Seventeen-year-old Sarah Landon (Rissa Walters) lives in San Diego, but has happy memories of her early days in small-town Pine Valley. When she hears that Megan, a childhood playmate, has died, she drives down to pay Megan's grandmother, Mrs. Shaw (Jane Harris), a quick visit. But her car dies and local mechanic Carlos (Michael Silva) can't fix it immediately. Kindly Mrs. Shaw, a recent widow, is thrilled to have Sarah stay for a few days, and Sarah is happy to reacquaint herself with Matt Baker (Dan Comrie), another childhood friend who's matured into a dishy young man. Mrs. Shaw puts Sarah up in the guesthouse, and also fills her in on the sad tale of Matt's family. Not long after Sarah's family moved away, Matt's cousin, 21-year-old Johnny (Rick Comrie), died in a car accident. His father, Ben (Rusty Hanes), blamed the driver -- Matt's mother, Mary Ann (Nicole des Coteaux) -- and threatened to kill her eldest son on his 21st birthday. Ben died of a heart attack on the day of Johnny's funeral and Mary Ann, convinced that Ben was tormenting her from beyond the grave, had a nervous breakdown. As his 21st birthday approached, David become reclusive and immersed himself in the occult; now, with the big day just 72 hours away, he's convinced that Ben's vengeful spirit is going to kill him. Not that retired science teacher Mrs. Shaw believes any of this supernatural stuff, of course. Sarah isn't so sure, especially after having a dream in which Megan (Dakota Jade) warns that she's in danger. So Sarah and Matt team up to get to the bottom of his family's misfortunes.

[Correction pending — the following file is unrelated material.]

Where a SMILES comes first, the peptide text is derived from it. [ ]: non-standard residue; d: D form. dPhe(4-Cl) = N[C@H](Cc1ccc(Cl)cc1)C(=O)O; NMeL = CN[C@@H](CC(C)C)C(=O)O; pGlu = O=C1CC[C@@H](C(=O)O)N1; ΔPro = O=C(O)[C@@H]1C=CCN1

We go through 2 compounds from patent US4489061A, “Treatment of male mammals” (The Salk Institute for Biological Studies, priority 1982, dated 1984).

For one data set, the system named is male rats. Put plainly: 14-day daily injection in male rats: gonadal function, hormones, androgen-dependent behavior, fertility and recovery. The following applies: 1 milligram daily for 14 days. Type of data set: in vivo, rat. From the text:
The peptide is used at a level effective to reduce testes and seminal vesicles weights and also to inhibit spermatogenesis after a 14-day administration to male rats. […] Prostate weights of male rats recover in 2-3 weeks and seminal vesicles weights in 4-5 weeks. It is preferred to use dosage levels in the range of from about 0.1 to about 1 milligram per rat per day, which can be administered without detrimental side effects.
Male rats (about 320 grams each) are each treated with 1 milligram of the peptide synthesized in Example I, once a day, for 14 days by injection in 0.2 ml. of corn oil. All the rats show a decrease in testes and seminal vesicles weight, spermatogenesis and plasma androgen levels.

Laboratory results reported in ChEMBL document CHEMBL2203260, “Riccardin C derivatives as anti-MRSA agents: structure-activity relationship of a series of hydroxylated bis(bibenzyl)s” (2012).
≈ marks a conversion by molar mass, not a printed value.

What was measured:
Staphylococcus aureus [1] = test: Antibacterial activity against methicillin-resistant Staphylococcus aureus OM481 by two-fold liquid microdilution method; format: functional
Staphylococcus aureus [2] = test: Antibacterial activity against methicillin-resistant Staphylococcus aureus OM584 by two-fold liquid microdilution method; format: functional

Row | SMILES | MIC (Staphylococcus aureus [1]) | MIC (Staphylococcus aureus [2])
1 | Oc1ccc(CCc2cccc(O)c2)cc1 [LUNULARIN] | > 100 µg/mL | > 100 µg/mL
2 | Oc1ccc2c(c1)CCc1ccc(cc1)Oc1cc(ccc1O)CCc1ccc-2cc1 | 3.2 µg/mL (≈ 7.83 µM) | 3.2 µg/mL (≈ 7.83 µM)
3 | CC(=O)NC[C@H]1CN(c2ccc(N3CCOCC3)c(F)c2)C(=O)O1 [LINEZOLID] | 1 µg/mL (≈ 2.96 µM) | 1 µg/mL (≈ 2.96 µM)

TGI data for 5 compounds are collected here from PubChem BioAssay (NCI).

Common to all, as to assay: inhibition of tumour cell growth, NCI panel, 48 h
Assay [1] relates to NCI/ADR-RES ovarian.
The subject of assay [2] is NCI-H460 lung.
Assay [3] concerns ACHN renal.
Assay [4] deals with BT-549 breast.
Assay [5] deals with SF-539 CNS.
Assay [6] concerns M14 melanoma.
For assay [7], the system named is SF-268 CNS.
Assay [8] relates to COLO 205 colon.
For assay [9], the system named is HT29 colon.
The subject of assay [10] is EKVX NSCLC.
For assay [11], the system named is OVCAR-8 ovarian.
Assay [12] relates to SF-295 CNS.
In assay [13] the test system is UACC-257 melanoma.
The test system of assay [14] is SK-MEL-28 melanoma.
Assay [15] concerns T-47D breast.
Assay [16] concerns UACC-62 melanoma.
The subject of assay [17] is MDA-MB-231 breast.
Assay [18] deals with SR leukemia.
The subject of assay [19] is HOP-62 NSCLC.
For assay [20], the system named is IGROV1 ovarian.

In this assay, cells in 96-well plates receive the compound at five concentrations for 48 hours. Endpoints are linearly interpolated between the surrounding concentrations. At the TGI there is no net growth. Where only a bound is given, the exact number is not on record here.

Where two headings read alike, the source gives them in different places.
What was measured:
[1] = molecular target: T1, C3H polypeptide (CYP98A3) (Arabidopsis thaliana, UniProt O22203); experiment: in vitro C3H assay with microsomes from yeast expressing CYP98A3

Like John Schneider's equally DIY, family-friendly action picture COLLIER & CO.: HOT PURSUIT (2006), this production is a family affair. First-time director Lisa Comrie co-wrote the screenplay with her uncle, co-produced with her uncle and father, cast three of her brothers in prominent roles and starred family friend Waters as Sarah. Though catering to the niche market for clean genre movies is savvy, the filmmaking is borderline incompetent – the acting varies from okay to awful, the cinematography is unpleasantly soft and the tone is badly misjudged. In particularly, the supernatural plot elements are developed so unconvincingly that the story seems to be about people ruining their own lives by believing in stupid superstitions, so it’s a shock to realize the ghostly goings-on are meant to be taken seriously. leave a comment --Maitland McDonagh
Optimistically positioned as the first in a series of kid-friendly supernatural mysteries, this amateurish film tacks a Harry Potter-ish title onto a tale of Nancy Drew-style sleuthing.